Every fortnight I meet with the Nueva Vida team to help them think about some of the issues and decisions that come up. This week we talked about how to respond when someone comes along and asks a challenging question or disagrees with you.
This is important for Nueva Vida because
a. Whenever you have a gathering, people will come with questions. Some will be easy to answer some difficult.
b. Particularly at the start of a new church or congregation, people are sussing you out to find out where you stand and whether or not they will fit in.
c. A new congregation has some advantages. They are starting from scratch and are able to shape the approach of the group for the longer term. In an existing congregation, people have had time to settle into assumed positions without really thinking through why the believe what they believe.
So it is good for a newish group like Nueva Vida to think through what the believe and how they will answer right at the start. Now in some cases, Nueva Vida’s approach will be shaped by their relationship to Bearwood Chapel, but not always. Sometimes there will be some variation within our congregations, sometimes the Chapel will not have thought about an issue yet and so will benefit from Nueva Vida’s input. Also, even when there is a “BC position” it’s good for Nueva Vida to have thought the matter through so they are comfortable with their relationship with the wider Chapel community.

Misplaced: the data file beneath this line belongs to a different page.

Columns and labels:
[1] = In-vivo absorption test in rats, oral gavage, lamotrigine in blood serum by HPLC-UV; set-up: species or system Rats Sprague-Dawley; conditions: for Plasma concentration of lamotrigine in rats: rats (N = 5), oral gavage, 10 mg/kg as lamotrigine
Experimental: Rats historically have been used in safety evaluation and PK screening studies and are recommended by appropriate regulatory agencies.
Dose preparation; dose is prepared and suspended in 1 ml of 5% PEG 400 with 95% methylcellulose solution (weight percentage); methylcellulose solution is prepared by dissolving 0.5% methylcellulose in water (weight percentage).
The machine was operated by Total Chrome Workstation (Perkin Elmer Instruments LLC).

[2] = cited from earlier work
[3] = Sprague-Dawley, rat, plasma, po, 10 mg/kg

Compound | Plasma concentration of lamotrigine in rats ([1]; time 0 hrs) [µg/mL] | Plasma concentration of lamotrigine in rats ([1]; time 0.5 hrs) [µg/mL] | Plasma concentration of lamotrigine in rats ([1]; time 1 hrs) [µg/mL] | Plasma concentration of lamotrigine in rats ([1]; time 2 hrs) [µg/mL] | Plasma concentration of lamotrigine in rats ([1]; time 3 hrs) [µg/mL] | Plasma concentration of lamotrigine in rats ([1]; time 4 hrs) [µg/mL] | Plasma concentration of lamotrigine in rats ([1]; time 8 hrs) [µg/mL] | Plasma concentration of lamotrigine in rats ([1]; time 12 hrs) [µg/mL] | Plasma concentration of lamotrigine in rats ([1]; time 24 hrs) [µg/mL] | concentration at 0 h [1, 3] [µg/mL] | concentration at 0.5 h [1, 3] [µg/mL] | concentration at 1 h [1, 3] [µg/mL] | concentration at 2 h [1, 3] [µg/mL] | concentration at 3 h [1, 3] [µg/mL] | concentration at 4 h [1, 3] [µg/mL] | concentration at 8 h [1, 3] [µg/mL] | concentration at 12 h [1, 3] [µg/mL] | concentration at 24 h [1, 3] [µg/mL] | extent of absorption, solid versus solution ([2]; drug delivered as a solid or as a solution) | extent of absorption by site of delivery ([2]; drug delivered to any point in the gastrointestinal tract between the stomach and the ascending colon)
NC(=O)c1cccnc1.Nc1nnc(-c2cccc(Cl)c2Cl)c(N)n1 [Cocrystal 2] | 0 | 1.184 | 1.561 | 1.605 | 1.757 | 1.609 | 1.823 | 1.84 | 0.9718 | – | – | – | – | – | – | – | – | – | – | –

Any new church plant will of course have to think these things through for themselves.
Types of controversy
We saw that there were two main types of controversial question. Some questions will be controversial because whilst there is a clear and commonly agreed Christian position, this is sharply at odds with what people from the surrounding cultures believe. For example:
Is Jesus God? What is the Trinity(in a Muslim cultural context)?
Did the Resurrection really happen?
What do you think about same sex marriage?
Other questions will be controversial because different Christians and denominations take positions which they passionately hold to.
Do you baptise babies?
How do you do corporate worship? -e.g style of music, liturgy etc.
Which version of the Bible do you use?
How should churches be led and organised (plural elders, hierarchy of bishops, vicars etc, linked to a denomination or independent)
Can women preach and be ordained as vicars/pastors/elders?
Divorce and re-marriage
Gifts of the Spirit
Can Christians support a specific political party/position?
What do you think about the modern State of Israel and how this relates to the fulfilment of end time prophecy.
How do we respond?
The first thing we said we should do was to ask questions back. This would help us to find out a bit more about what they believed about the subject. It also helps to find out what they think you believe because sometimes people assume you believe something you don’t!
Secondly, we said that it helps to know how important an issue is. We suggested three levels.